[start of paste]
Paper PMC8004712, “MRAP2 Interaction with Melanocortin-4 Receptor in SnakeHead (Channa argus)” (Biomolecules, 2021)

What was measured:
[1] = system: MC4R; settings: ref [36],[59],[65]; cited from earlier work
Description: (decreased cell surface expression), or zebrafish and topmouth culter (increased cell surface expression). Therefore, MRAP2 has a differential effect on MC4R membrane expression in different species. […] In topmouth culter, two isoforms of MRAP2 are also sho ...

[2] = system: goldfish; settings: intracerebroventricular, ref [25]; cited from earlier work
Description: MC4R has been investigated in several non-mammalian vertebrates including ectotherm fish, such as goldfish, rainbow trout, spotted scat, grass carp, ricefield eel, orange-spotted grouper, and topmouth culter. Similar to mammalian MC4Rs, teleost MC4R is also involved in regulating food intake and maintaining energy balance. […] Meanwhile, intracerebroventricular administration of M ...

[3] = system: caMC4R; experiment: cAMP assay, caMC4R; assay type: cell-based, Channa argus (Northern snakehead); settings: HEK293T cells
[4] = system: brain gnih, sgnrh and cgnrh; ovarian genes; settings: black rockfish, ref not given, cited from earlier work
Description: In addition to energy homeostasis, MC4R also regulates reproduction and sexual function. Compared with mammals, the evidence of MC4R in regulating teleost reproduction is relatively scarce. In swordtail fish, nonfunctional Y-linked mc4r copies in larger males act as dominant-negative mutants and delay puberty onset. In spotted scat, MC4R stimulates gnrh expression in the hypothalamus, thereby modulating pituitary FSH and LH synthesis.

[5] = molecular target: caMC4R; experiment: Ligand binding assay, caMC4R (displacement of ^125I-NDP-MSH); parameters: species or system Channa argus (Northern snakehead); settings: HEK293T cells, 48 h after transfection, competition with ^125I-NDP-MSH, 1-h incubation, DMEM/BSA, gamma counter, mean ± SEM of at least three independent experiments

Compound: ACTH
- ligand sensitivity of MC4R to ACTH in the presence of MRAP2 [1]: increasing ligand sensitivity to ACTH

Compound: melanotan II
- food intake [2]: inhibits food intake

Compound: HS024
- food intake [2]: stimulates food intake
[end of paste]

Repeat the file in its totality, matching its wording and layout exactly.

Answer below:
Paper PMC8004712, “MRAP2 Interaction with Melanocortin-4 Receptor in SnakeHead (Channa argus)” (Biomolecules, 2021)

What was measured:
[1] = system: MC4R; settings: ref [36],[59],[65]; cited from earlier work
Description: (decreased cell surface expression), or zebrafish and topmouth culter (increased cell surface expression). Therefore, MRAP2 has a differential effect on MC4R membrane expression in different species. […] In topmouth culter, two isoforms of MRAP2 are also sho ...

[2] = system: goldfish; settings: intracerebroventricular, ref [25]; cited from earlier work
Description: MC4R has been investigated in several non-mammalian vertebrates including ectotherm fish, such as goldfish, rainbow trout, spotted scat, grass carp, ricefield eel, orange-spotted grouper, and topmouth culter. Similar to mammalian MC4Rs, teleost MC4R is also involved in regulating food intake and maintaining energy balance. […] Meanwhile, intracerebroventricular administration of M ...

[3] = system: caMC4R; experiment: cAMP assay, caMC4R; assay type: cell-based, Channa argus (Northern snakehead); settings: HEK293T cells
[4] = system: brain gnih, sgnrh and cgnrh; ovarian genes; settings: black rockfish, ref not given, cited from earlier work
Description: In addition to energy homeostasis, MC4R also regulates reproduction and sexual function. Compared with mammals, the evidence of MC4R in regulating teleost reproduction is relatively scarce. In swordtail fish, nonfunctional Y-linked mc4r copies in larger males act as dominant-negative mutants and delay puberty onset. In spotted scat, MC4R stimulates gnrh expression in the hypothalamus, thereby modulating pituitary FSH and LH synthesis.

[5] = molecular target: caMC4R; experiment: Ligand binding assay, caMC4R (displacement of ^125I-NDP-MSH); parameters: species or system Channa argus (Northern snakehead); settings: HEK293T cells, 48 h after transfection, competition with ^125I-NDP-MSH, 1-h incubation, DMEM/BSA, gamma counter, mean ± SEM of at least three independent experiments

Compound: ACTH
- ligand sensitivity of MC4R to ACTH in the presence of MRAP2 [1]: increasing ligand sensitivity to ACTH

Compound: melanotan II
- food intake [2]: inhibits food intake

Compound: HS024
- food intake [2]: stimulates food intake